Though Jim Crow laws have been abolished, we still see signs of African American mistreatment even in the 21st century. Its no secret that black males are more likely to punished with the maximum sentence or punishment for minor crimes as opposed to that of a white male, and this is all due to the prejudice law system from back during the reconstruction era. “”People are swept into the criminal justice system — particularly in poor communities of color — at very early ages … typically for fairly minor, nonviolent crimes,’ she tells Fresh Air’s Dave Davies. “[The young black males are] shuttled into prisons, branded as criminals and felons, and then when they’re released, they’re relegated to a permanent second-class status, stripped of the very rights supposedly won in the civil rights movement — like the right to vote, the right to serve on juries, the right to be free of legal discrimination and employment, and access to education and public benefits. Many of the old forms of discrimination that we supposedly left behind during the Jim Crow era are suddenly legal again, once you’ve been branded a felon.’ On Monday’s Fresh Air, Alexander details how President Reagan’s war on drugs led to a mass incarceration of black males and the difficulties these felons face after serving their prison sentences. She also details her own experiences working as the director of the Racial Justice Program at the American Civil Liberties Union,” (NPR). To this day, we still see the government revoking the rights of African Americans due to minor crimes. This even goes back to when Blacks were first given the right to vote. Many who would wait in line to place their vote would be arrested for loitering, and not much has changed in our judicial system even today. When those who are found to be in possession of drugs are tried and found guilty, there is a significant difference between the punishment of a white person, and that of a black. When Jim Crow Laws were established, many prejudice politicians and judges began to create fake crimes committed by African Americans just to keep them from gaining any rights beyond what the newly established laws allowed, and to this day, we still see the injustice inflicted upon the innocent by a system intended to protect all its citizens.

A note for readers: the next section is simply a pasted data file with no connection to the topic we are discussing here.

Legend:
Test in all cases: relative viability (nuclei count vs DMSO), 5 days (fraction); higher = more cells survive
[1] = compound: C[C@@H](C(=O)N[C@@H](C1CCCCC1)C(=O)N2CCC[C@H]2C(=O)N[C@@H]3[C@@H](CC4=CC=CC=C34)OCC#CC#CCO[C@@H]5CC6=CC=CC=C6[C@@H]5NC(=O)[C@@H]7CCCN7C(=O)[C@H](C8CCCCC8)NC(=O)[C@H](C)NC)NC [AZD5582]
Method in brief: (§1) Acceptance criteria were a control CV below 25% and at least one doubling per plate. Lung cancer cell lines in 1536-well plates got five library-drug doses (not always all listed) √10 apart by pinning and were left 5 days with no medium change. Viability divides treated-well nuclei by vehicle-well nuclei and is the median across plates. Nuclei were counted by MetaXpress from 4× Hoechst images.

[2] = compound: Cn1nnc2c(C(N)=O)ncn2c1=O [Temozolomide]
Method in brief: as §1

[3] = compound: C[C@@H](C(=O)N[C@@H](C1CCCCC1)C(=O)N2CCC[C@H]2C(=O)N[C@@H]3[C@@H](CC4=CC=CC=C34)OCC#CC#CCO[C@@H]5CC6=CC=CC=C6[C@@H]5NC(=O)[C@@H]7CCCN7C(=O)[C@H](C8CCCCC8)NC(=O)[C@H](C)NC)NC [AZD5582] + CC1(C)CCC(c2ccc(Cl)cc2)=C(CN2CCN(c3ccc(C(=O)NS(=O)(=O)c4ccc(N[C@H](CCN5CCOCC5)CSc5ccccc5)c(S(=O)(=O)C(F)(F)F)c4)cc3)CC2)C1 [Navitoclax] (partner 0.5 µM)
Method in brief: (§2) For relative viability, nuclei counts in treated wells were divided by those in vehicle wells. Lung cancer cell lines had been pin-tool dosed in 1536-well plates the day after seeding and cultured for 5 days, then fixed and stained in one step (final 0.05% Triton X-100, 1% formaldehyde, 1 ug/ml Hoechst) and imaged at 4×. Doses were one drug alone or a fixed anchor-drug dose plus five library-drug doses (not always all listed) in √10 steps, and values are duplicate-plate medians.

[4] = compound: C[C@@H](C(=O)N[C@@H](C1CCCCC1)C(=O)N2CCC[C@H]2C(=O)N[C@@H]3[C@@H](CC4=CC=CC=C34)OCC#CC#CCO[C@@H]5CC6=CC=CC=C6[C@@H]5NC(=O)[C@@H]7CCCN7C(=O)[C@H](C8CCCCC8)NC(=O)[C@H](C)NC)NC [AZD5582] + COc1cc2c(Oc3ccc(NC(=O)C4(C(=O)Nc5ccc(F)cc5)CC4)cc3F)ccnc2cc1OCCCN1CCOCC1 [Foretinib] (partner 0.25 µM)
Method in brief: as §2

Many caucasians are placed under probation and are given a warning, but the African Americans are often placed in prisons to serve out the maximum sentence a judge can give for their particular crime. “The Jim Crow laws were finally abolished on 2 July 1964 when President Lyndon Johnson historically signed the Civil Rights Act of 1964. It invoked the commerce clause, outlawing discrimination in public accommodations. The Voting Rights Act followed in 1965; effectively giving black people the vote,” (historyinanhour). Though the laws were abolished not so long ago, the fact that we still see signs of Jim Crow laws today proves that our nation has a true crisis on their hands that must be addressed before push comes to shove. To ensure the abolishment of all Jim Crow laws, whether embedded into the legal system or taught to us through the media, awareness is key. From simply taking a step back and becoming conscious of the comments and words others use to be hurtful or informing others of red flags of racism in the media, we can all make a difference to end the subconscious acceptance of Jim Crow laws in America today.
Article by Olivia Sparks and Konor Brown
“Jim Crow Laws.” PBS, Public Broadcasting Service, www.pbs.org/wgbh/americanexperience/features/freedom-riders-jim-crow-laws/.
“Legal Scholar: Jim Crow Still Exists In America.” Legal Scholar: Jim Crow Still Exists In America | WBUR News, www.wbur.org/npr/145175694/legal-scholar-jim-crow-still-exists-in-
“The Jim Crow Laws – a Brief Summary.” History in an Hour, 4 Oct. 2013, www.historyinanhour.com/2013/09/23/the-jim-crow-laws-brief-summary/.